TVDs on the other hand, use a combination of electronic sensors and hydraulic valves to only allow more torque transfer when wheelspin is detected.

TVDs are more complex and costly than standard LSDs, but provide superior control. TVD is praised for its ability to transfer power front-to-back as well as side-to-side. However there is a common misconception that TVDs only work with 4WD drivetrains. While 4WD systems benefit from TVD, a front-mid engine rear drive vehicle can still get the same benefits by incorporating an electronic LSD with built in sensors into the differential, instead of having separate sensors for each wheel.


What is the cost to repair a limited slip differential? Can I do it myself?

Limited Slip Differentials, or LSDs are among the most cost effective upgrades available for vehicles. It generally costs from $400 – $900 to fully repair an automotive Limited Slip Differential. This includes parts and labor per axle. Most LSDs can be repaired in about 2 hours per axle.

What is the environmental impact of lubricating a limited slip differential?

LSDs are filled with gear oil – like transmission fluid, which is a petroleum based product. Petroleum products include many different chemicals and toxins that are harmful to our environment and our health.

Are limited slip differentials meant for racing only?

No. Differential technology isn’t just used in racing. In fact, since the launch of electronic differentials, their popularity has rapidly grown among street car drivers looking for a more balanced and fun driving experience.

Does my vehicle need an LSD?

You should consider the benefits of a Limited Slip Differential if you’re looking for an upgrade that will maximize tire grip and in turn improve performance. LSD’s are designed to help prevent wheel spin by allowing drive power to transfer from slipping wheels instead of being wasted through tire slippage.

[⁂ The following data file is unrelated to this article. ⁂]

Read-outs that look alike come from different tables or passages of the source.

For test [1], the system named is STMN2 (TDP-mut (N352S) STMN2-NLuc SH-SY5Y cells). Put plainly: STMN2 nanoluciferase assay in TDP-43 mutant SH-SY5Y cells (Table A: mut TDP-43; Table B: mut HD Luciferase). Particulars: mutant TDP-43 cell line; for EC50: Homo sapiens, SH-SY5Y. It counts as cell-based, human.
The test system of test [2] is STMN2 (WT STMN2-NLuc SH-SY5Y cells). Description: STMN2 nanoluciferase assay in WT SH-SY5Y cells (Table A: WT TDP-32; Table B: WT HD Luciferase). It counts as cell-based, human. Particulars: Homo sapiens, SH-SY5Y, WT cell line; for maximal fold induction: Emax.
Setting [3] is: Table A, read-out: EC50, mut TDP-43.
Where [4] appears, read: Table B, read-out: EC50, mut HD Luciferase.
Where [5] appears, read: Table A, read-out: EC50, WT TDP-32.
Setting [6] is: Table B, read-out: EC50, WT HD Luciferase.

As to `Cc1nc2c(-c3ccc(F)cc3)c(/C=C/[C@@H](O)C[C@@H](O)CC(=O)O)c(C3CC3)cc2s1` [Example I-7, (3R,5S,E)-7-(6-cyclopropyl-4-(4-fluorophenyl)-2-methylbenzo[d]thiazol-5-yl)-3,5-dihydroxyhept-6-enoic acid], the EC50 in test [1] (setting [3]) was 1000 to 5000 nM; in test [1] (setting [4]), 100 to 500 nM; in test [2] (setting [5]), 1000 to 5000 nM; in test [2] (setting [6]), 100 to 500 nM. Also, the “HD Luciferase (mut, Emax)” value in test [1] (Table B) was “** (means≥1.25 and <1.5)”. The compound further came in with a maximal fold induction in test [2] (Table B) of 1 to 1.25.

What types of vehicles have Limited Slip Differentials?

Virtually all passenger cars use differentials, but only a few factory-equipped models are equipped with Limited Slip Differentials. Most cars with LSDs are performance or “sports” vehicles.

How do I know if my limited slip differential is working? Is there a test?

The best way to tell if your LSD is working properly is by putting the vehicle through its paces. When performing hard cornering, acceleration, and launching maneuvers you should feel a smoother, more consistent performance from the drive wheels.

Is there anything wrong with my differential if it doesn’t have limited slip?

Yes. A standard open or solid axle won’t offer any of the benefits provided by LSDs – such as less wheel-spin and better traction in corners – even if it’s “equipped” with traction control.

Where can I find out more information about differentials?

There are many resources available to learn more about LSDs. Consulting a mechanic may be helpful in determining what type of differential will best suit your requirements, and when it is required for the vehicle to be serviced.


As we mentioned above, differentials are something everyone should know about because they can have a great impact on your driving experience. This article is meant to be only basic information and just scratching the surface of what types of differentials. Hope this article will useful and give more informative to you!